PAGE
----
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A Semi-Socratic overview of

The Seed Project

  1. What's this "seed project" all about, anyway?

    Well... It's about making a single-address-space operating system built around a persistant linear object store, with event-based pre-emptive-multitasking, but without a traditional kernel or filesystem, in which the locus of system security has been moved to capability-based on-the-fly object permission checking and tight control over the system assembler.

  2. Not only is that a long and clumsy sentence, but it is filled with buzzwords and obscure jargon! Surely you can give a more comprehensible summary?

    Sure. The Seed Project is about having fun, learning stuff, and creating an interesting, but very weird, operating system from the ground up. It is being implemented in NASM assembler, and tested in Bochs.

  3. That's better - but can you describe in architectural terms makes Seed so weird?

    It might help to describe a running Seed system as a whole. A running Seed system contains volumes, which contain objects. A "volume" in Seed consists of a flat address space - RAM, hard drive partitions, CD-ROMs, network-accessable address spaces, and even CPU caches could perhaps be abstracted into Seed volumes. Volumes contain objects like the system contains volumes. One might compare volumes to filesystems or databases, and objects to files in a filesystem, or values in a database.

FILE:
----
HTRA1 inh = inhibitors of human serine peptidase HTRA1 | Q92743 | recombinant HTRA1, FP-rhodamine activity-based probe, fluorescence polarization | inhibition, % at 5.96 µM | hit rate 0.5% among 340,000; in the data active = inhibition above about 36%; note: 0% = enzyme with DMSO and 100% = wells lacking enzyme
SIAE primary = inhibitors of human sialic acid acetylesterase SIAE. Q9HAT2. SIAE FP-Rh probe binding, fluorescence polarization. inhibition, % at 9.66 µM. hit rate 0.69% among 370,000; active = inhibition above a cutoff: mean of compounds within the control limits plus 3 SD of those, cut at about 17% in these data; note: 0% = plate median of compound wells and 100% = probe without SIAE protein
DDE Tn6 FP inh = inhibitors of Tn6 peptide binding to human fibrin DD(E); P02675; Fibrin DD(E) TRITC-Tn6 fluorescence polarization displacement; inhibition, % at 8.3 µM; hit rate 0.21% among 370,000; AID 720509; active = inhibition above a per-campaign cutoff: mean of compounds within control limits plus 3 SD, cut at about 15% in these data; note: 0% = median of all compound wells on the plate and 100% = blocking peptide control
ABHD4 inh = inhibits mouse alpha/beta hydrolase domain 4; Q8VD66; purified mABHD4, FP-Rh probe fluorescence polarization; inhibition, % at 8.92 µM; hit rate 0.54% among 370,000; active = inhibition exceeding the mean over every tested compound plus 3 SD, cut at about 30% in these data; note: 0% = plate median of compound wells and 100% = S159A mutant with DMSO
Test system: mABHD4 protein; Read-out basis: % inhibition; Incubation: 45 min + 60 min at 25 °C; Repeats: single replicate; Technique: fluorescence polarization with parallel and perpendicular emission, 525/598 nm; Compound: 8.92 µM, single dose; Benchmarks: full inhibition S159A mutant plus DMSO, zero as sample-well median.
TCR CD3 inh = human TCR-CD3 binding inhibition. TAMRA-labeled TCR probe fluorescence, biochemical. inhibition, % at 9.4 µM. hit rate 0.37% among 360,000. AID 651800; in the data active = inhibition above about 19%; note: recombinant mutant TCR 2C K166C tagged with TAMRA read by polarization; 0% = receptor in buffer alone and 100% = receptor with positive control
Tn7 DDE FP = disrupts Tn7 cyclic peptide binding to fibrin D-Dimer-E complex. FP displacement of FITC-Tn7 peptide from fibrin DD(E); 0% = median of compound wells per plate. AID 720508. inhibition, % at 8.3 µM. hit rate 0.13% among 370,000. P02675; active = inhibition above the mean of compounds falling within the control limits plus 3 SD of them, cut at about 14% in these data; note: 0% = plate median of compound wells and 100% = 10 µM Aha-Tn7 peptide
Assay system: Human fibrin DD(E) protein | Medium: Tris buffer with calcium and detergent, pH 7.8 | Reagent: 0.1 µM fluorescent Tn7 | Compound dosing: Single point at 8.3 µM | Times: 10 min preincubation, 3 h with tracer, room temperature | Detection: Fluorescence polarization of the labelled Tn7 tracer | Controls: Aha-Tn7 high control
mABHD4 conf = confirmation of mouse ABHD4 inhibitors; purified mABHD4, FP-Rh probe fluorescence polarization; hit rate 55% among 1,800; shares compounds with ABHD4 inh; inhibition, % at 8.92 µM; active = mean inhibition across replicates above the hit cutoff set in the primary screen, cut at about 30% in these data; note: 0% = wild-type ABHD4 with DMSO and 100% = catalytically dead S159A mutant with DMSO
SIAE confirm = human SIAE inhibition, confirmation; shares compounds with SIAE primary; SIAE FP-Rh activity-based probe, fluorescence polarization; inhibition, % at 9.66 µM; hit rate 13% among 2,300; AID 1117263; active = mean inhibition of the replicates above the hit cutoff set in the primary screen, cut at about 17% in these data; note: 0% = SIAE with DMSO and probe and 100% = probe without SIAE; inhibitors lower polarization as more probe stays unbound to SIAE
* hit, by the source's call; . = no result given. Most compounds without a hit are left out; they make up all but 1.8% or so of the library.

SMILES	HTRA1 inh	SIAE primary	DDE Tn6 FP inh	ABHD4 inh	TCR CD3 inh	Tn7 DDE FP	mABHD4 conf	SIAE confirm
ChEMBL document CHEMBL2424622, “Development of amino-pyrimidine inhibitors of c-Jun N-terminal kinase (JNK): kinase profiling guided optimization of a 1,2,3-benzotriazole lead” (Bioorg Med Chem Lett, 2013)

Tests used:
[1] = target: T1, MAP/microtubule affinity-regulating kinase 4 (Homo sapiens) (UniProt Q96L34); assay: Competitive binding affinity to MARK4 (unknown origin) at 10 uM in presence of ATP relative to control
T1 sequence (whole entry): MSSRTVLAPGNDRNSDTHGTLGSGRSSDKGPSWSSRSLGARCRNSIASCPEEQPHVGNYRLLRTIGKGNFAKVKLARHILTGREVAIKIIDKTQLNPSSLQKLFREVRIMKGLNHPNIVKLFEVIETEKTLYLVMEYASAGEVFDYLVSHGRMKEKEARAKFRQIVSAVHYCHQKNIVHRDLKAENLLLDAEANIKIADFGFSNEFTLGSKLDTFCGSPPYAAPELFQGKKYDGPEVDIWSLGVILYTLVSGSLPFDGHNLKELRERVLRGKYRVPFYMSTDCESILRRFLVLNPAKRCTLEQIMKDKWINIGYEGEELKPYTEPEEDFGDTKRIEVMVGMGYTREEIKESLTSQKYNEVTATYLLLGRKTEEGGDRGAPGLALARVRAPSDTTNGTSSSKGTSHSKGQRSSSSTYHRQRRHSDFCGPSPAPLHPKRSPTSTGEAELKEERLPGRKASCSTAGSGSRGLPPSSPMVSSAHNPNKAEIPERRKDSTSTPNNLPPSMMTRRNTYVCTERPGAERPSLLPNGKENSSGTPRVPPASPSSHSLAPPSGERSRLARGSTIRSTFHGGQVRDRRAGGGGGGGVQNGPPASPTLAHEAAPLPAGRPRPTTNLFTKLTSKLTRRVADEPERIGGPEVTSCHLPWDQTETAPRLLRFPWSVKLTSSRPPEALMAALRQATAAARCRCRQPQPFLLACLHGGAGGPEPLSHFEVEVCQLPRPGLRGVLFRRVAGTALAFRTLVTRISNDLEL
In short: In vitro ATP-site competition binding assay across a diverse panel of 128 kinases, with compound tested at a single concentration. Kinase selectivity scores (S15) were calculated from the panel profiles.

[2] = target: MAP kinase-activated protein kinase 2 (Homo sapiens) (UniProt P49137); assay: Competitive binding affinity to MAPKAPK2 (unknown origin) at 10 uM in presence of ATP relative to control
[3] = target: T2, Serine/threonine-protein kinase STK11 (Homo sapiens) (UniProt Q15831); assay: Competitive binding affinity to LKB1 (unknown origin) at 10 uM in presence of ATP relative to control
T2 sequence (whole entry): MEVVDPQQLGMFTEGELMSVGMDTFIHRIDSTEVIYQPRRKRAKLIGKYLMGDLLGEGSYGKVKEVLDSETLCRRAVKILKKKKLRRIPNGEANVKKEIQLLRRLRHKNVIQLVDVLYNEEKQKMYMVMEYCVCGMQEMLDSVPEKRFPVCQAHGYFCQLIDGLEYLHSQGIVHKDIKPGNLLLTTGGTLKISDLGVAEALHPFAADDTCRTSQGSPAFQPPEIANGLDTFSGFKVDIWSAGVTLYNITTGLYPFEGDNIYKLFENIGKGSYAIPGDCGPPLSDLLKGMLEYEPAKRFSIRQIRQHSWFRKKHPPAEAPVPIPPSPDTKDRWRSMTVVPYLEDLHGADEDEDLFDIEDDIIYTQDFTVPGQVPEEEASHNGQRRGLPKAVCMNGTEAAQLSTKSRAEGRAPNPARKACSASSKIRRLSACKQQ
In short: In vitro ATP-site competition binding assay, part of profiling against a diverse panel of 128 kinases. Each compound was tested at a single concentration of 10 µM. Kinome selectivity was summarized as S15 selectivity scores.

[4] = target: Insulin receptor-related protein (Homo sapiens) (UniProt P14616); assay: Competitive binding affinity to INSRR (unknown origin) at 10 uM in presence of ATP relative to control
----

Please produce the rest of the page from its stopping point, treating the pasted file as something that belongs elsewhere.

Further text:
4. So all these volumes contain different objects?

    Well, not quite - volumes can be thought of as caches for each other. Presumably, RAM (a volume) would cache objects from the hard drive (a volume), which would cache objects from the network (a volume). The volumes would be searched in order of priority - if an object isn't present in RAM, it might be on a hard drive, so the hard drives get checked next. This kind of transparent, uniform caching makes virtual memory unnecessary - or rather, it supercedes virtual memory, swap files, filesystems, and databases, and combines all their advantages into one structure, called a persistant linear object store.

  5. That's pretty damn weird.

    I warned you =) Regardless, you may want to examine the Terms and Definitions page, or the Memory Layout/System Organization Page for more elaboration on the above themes.

  6. Noted. Have you anything to add?

    I welcome feedback, and can be contacted at sayke at gmx point net - hopefully humans can parse that, but spambots can't. Thanks for paying attention to this, and I hope you found it illuminating in some sense!